Press

Task Force Commemorates GLSEN’s Annual Day of Silence

Date: 
April 13, 2005

GLSEN Event Highlights Anti-Lesbian, Gay, Bisexual and Transgender Bias in Schools; Asks Students to Take Day-Long Vow of Silence

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Task Force Policy Institute Cites Increasing Challenges Faced by LGBT Youth

Matt Foreman, Executive Director of the National Gay and Lesbian Task Force, says the anti-gay industry and the Bush administration’s escalating anti-gay legislative efforts generate bigotry; salutes American students who stand with LGBT classmates against homophobia

NEW YORK, April 13, 2005 — The National Gay and Lesbian Task Force commemorates Day of Silence 2005, the Gay Lesbian Straight Education Network (GLSEN) nationwide school event taking place today supporting lesbian, gay, bisexual and transgender (LGBT) youth. Now in its ninth year, Day of Silence invites students across America to take a day-long vow of silence in solidarity with LGBT and straight classmates who are silenced by homophobia on a daily basis.

"All lesbian, gay, bisexual and transgender Americans face greater danger today than ever before, thanks to the discriminatory climate fostered by the anti-gay industry and the anti-gay legislative efforts of the Bush administration," said Matt Foreman, Executive Director of the Task Force. "Americans are experiencing a daily barrage of biased misinformation generated by right-wing think tanks and so called 'faith-based' organizations. The vulnerability of LGBT youth in this hostile environment is especially troubling. We salute GLSEN and the students participating in its annual Day of Silence protests, which will go far to educate students and lay the foundation for greater compassion for generations to come."

"Anti-gay organizations declare themselves to be pro-family," said Rea Carey, Deputy Executive Director of the Task Force. "In reality their rhetoric is filled with hate. What is pro-family about a rhetoric of hate? Spreading hate through misinformation and lies has serious consequences. Whether with words or with fists, gay-bashing destroys young lives. The cycle must stop. GLSEN's Day of Silence is a crucial step toward reversing this trend."

According to the Task Force Policy Institute's "Education Policy: Issues Affecting LGBT Youth" report of 2003, violence and harassment against the LGBT community's youth continues to grow. Fortunately, in response to this violence, a number of states have created legislation and programs to make schools safer for LGBT students and the children of LGBT parents. As of 2003, there were 2,000 gay-straight alliances in U.S. public schools. In addition, at least 13 states have implemented programs to protect LGBT youth.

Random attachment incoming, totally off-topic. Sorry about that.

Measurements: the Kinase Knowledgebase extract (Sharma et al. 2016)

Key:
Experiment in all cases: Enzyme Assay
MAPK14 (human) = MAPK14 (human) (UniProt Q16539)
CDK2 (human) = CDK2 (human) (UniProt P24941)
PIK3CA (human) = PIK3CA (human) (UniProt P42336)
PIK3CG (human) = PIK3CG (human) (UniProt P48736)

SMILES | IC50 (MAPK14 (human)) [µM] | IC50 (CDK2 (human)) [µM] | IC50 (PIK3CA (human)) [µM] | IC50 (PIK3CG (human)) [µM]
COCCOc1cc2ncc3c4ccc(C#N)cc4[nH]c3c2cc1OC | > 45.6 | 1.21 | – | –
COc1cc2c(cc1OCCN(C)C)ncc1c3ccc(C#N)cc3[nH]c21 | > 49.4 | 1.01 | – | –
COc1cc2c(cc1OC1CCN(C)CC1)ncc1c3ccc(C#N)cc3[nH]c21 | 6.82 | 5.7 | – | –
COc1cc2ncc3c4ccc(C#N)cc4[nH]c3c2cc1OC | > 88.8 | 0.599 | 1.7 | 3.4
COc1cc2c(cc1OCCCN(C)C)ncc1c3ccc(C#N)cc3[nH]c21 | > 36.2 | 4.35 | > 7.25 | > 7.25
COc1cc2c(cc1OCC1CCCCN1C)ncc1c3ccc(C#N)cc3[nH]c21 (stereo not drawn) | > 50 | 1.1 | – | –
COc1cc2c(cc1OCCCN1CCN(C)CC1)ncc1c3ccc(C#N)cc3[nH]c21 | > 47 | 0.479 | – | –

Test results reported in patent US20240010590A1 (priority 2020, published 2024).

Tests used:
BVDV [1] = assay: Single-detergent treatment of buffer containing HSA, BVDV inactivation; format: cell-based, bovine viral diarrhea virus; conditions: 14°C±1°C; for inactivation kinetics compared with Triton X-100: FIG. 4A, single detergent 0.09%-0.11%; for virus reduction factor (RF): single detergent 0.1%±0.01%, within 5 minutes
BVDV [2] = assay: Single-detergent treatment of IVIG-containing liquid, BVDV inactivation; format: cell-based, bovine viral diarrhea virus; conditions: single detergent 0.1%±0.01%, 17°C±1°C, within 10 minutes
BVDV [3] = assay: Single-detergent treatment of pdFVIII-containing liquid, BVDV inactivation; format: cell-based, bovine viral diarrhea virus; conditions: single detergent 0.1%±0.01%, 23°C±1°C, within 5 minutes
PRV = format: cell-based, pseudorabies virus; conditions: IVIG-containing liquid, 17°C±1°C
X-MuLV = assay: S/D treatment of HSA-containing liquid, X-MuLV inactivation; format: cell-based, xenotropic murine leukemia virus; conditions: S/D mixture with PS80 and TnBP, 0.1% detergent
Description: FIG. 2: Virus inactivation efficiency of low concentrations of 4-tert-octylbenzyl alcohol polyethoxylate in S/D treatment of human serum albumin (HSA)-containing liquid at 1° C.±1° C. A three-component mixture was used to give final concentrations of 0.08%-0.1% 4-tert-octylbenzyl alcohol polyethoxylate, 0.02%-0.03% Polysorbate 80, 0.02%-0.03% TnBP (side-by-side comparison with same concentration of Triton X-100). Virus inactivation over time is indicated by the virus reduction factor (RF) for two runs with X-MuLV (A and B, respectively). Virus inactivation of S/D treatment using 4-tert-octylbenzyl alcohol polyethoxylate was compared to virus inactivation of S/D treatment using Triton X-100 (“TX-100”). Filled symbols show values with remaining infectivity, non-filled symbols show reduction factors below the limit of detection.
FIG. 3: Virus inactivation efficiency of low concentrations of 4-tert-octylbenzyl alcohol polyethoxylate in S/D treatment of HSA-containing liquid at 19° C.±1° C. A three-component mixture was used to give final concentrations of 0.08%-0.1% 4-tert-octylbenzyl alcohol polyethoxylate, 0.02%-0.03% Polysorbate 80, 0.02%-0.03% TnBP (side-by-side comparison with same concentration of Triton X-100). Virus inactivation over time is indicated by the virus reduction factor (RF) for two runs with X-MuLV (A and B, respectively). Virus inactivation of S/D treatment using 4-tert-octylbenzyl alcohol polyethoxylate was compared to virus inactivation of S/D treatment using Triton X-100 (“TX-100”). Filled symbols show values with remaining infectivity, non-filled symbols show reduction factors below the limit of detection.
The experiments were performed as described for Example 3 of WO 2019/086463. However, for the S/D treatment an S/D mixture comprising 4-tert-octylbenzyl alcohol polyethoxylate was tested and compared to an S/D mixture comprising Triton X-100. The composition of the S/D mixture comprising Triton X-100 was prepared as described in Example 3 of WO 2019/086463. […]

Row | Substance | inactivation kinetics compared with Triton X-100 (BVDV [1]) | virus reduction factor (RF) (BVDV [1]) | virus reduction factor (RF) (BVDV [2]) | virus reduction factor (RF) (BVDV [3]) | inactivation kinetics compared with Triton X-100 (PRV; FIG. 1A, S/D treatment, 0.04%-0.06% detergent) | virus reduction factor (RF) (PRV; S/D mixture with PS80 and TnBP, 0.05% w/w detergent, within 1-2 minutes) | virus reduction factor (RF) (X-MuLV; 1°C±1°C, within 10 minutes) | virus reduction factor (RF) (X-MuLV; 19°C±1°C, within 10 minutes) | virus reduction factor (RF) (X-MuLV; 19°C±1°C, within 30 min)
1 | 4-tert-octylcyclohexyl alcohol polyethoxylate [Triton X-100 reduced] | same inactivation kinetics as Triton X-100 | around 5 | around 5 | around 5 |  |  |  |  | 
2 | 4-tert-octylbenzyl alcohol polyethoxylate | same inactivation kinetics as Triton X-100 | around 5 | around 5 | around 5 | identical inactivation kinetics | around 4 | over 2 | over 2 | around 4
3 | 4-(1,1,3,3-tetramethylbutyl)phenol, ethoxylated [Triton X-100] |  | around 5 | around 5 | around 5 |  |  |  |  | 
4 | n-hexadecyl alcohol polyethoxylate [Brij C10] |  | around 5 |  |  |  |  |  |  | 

However, the Policy Institute recognizes the need for more programs for the LGBT youth population. The average age for students to self-identify as gay and lesbian is 16 — a vulnerable age for development of self-esteem and identity for all teens, but especially so for those who may face harassment for a growing awareness of different sexual orientation. In the current anti-gay political environment, however, many schools are backing off from their responsibilities to LGBT youth. Anti-gay parent groups are declaring war on LGBT teens, calling for so-called "No Promo Homo" legislation that bans any acknowledgement of the issues of gay young people in textbooks or lesson plans.

"President Bush promised to leave no child behind," Foreman said. "While today's anti-gay industry is building a culture that denies the fundamental humanity of vulnerable Americans, lesbian, gay, bisexual and transgender youth are the children most likely to be left behind. We cannot allow that to happen."


This year, Day of Silence expects to register more than 450,000 students in all 50 states, our nation's capital and Puerto Rico. GLSEN provides posters, buttons and speaking cards to publicize the event. For Day of Silence 2005, GLSEN will launch a special "Teach Respect" public education campaign. For more information go to www.GLSEN.org


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The mission of the National Gay and Lesbian Task Force is to build the political power of the lesbian, gay, bisexual and transgender (LGBT) community from the ground up. We do this by training activists, organizing broad-based campaigns to defeat anti-LGBT referenda and advance pro-LGBT legislation, and by building the organizational capacity of our movement. Our Policy Institute, the movement’s premier think tank, provides research and policy analysis to support the struggle for complete equality and to counter right-wing lies. As part of a broader social justice movement, we work to create a nation that respects the diversity of human expression and identity and creates opportunity for all. Headquartered in Washington, D.C., we also have offices in New York City, Los Angeles, Miami, Minneapolis and Cambridge.